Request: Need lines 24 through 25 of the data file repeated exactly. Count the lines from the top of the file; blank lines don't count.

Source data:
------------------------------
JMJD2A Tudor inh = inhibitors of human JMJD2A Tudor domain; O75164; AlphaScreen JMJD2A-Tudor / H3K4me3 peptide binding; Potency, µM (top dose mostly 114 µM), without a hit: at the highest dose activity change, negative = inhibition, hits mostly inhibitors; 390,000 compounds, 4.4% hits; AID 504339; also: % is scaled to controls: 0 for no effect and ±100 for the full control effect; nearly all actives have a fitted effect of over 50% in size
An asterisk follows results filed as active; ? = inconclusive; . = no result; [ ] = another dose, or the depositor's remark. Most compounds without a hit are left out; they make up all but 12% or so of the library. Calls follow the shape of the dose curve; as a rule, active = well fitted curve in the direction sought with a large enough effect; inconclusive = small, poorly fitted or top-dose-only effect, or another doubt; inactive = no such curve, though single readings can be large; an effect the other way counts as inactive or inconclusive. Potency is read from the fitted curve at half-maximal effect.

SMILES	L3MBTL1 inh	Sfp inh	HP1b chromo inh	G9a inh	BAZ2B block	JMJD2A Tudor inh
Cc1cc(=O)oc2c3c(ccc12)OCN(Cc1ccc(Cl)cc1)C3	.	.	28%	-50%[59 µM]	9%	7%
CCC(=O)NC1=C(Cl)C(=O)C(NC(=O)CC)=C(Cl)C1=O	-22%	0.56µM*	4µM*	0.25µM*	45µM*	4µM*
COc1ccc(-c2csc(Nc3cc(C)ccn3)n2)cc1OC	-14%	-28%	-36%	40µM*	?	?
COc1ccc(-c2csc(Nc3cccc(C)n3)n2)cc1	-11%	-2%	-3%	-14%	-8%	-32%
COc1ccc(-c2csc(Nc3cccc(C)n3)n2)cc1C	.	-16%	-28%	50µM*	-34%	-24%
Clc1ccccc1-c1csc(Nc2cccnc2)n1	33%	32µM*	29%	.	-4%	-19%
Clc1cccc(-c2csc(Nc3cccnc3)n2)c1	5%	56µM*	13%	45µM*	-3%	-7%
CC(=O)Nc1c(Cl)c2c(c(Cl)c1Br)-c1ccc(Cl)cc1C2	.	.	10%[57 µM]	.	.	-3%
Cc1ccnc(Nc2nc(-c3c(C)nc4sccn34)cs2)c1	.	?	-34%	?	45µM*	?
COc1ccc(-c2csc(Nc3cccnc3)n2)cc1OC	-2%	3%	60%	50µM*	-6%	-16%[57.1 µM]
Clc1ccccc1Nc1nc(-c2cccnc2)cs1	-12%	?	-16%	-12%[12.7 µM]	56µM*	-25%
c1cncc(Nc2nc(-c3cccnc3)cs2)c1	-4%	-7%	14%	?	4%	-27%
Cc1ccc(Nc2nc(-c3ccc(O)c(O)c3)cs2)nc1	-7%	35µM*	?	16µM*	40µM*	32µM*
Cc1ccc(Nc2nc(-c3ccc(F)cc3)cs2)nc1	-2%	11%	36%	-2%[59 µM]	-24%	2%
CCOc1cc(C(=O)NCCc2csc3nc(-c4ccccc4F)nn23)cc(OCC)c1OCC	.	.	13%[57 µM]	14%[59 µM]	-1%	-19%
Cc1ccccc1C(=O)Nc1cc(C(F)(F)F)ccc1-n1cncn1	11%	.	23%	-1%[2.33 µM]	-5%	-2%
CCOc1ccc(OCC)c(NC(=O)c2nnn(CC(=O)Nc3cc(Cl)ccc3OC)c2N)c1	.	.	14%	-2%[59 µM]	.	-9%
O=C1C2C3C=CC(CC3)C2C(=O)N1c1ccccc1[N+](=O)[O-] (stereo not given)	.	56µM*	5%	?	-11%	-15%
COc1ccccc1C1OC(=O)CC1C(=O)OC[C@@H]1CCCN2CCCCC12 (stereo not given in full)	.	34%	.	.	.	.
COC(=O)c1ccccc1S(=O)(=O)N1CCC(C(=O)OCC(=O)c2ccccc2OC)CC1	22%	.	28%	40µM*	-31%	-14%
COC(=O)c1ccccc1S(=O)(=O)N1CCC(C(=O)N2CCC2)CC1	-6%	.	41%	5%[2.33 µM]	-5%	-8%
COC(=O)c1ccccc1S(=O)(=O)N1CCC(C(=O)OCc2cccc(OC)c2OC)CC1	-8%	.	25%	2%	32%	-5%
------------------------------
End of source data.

COC(=O)c1ccccc1S(=O)(=O)N1CCC(C(=O)N2CCC2)CC1	-6%	.	41%	5%[2.33 µM]	-5%	-8%
COC(=O)c1ccccc1S(=O)(=O)N1CCC(C(=O)OCc2cccc(OC)c2OC)CC1	-8%	.	25%	2%	32%	-5%